Credit scores — what are they? Even if you've never heard of one, credit scores matter. A good score can make a significant difference in your financial life because it's a number that helps secure bank loans and low-interest rates.
Before you go trusting Google, you should consider what a good credit score is in New Zealand. The numbers don't all mean the same thing everywhere you go, which is why we've tailored all our info specifically for Kiwis.
Ready to begin? This blog will explain what influences your credit score and how you can take yours from average to extraordinary.
So what's a credit score?
Your credit score acts as a summary of your credit history. It's a way for banks to see how financially responsible you are at a glance.
Your credit score takes into account your past behaviour with loans and repayments. Do you have a bunch of missed repayments? Heaps of maxed-out credit cards? Or are you good at paying your bills ahead of time?
Yeah, but why does my credit score matter?
It's real simple. The better your credit score, the lower interest rates you'll get offered, and the higher the chance your application for a loan will be accepted.
All of which can help you get that new house, car, or another item. Plus, lower interest rates mean you'll pay less interest (the extra money a lender charges you on top of your 'principal' or the original amount you borrowed).
Let's break down what that looks like. Say your friend Callum wants to get a new car. He takes out a loan for $40,000 at the bank to pay back over five years. Callum's always been good with his money and has a good credit score — which earns him a low-interest rate of 6%, compounded annually.
Callum's twin brother, Jack, wants the same car — but he's not so good in with credit. He takes out the same loan as Callum for the same term. But because he's got a lower credit score, the bank doesn't trust him to pay it back — so they hedge their bets by hitting him with a higher interest rate of 12%.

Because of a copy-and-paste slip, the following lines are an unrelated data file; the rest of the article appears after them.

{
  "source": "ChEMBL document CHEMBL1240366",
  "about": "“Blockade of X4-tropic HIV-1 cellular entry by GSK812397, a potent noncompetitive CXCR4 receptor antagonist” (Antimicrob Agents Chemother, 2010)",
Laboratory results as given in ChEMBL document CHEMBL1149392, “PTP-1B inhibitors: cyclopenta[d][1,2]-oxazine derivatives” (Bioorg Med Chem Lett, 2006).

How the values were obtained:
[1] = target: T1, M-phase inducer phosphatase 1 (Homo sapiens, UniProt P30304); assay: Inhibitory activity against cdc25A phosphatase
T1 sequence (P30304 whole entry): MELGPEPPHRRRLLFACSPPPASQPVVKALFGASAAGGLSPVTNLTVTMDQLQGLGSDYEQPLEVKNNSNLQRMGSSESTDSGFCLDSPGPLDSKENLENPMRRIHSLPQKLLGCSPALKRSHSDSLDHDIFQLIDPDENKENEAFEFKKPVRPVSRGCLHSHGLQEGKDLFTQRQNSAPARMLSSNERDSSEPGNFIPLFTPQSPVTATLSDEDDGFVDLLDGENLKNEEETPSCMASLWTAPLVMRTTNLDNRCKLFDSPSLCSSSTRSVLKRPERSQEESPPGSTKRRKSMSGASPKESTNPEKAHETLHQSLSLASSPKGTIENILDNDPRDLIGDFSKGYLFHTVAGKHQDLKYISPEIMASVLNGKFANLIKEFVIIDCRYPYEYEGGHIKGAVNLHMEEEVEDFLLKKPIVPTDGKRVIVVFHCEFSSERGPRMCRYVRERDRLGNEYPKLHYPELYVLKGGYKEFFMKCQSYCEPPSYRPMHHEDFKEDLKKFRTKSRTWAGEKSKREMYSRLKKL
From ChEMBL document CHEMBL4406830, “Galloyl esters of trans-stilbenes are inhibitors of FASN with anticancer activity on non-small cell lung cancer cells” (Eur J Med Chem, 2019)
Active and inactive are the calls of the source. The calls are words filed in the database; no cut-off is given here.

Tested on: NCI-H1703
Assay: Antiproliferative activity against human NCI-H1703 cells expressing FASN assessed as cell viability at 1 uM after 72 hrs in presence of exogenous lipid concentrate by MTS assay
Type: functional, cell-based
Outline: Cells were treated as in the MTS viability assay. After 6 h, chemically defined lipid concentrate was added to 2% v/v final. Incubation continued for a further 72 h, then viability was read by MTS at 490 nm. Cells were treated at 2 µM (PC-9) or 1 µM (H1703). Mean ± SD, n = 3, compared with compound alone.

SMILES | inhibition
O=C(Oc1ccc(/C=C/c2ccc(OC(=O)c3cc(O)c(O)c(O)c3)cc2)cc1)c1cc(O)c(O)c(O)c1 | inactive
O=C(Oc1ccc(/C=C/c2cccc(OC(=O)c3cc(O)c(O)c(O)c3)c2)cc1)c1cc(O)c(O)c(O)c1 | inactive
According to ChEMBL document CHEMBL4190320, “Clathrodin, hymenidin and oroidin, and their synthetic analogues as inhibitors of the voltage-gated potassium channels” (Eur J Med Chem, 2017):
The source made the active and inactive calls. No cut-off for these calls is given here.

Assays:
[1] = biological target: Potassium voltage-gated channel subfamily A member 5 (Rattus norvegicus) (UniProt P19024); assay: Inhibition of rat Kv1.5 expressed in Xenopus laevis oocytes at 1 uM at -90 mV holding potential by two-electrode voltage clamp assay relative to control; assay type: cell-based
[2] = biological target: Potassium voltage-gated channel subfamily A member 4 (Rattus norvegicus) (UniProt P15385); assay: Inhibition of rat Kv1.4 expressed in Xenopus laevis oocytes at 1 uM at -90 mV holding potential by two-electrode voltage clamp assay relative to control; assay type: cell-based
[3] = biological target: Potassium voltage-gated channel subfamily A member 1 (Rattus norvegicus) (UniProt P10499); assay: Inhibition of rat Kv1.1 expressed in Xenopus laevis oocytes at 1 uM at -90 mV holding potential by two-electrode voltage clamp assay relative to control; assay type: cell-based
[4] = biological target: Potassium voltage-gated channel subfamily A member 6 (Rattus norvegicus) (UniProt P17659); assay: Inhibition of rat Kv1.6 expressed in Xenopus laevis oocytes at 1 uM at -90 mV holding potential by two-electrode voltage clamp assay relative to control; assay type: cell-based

Over those five years, assuming both guys pay back their loans on time and the whole, Callum will have paid an extra $6,221.56 on top of that initial 40k. And Jack? He'll have paid an additional $12,645.67 — over twice as much as what his brother paid!
That's why your credit score matters.
So how does anyone work out what my credit score is?
Your credit score is based on both positive and negative financial actions. What that means is if you're paying your loans on time and in full, your score goes up. Missing bill payments or defaulting on your loans means your score goes down.
Of course, nothing's that simple. Heaps of other factors come into play, including:
- How old you are.
- How many loans you've taken out.
- The number of credit enquiries you make.
- Additional payments, like your utility bills, rent, etc.
- Any court judgments against you.
- And more.
So how do I fix my credit score?
There are many ways you can get a poor credit score sorted out.
First things first, it's time to look at your credit report. Keep an eye out for any possible errors, and get them corrected if you see any. Simple mistakes could trip you up when applying for loans, so you want to make sure everything in your file is correct.
Does your payment history look good, but your credit score is still low? You may need to think about changing your spending habits and making wiser financial choices to build a better credit history. Because both positive and negative lending behaviour impacts your credit rating, taking the proper steps — like making sure you pay back your debts regularly and on time — can help you creep up from a weaker score to a nice high one.
Remember - your credit score didn't get bad overnight. It'll take time before it builds up to a better level. But it is just taking the time to get a plan together and put yourself on the path to better financial health.
The best way to start your journey to better credit is by knowing where you stand.
The best way to start is by taking the time to set yourself up with a reasonable budget. A proper budget can make a big difference when it comes to getting your debts under control. Start by calculating how much you spend each month and plan a payment schedule for any current obligations. Also, make sure you set reminders so you don't miss any repayments.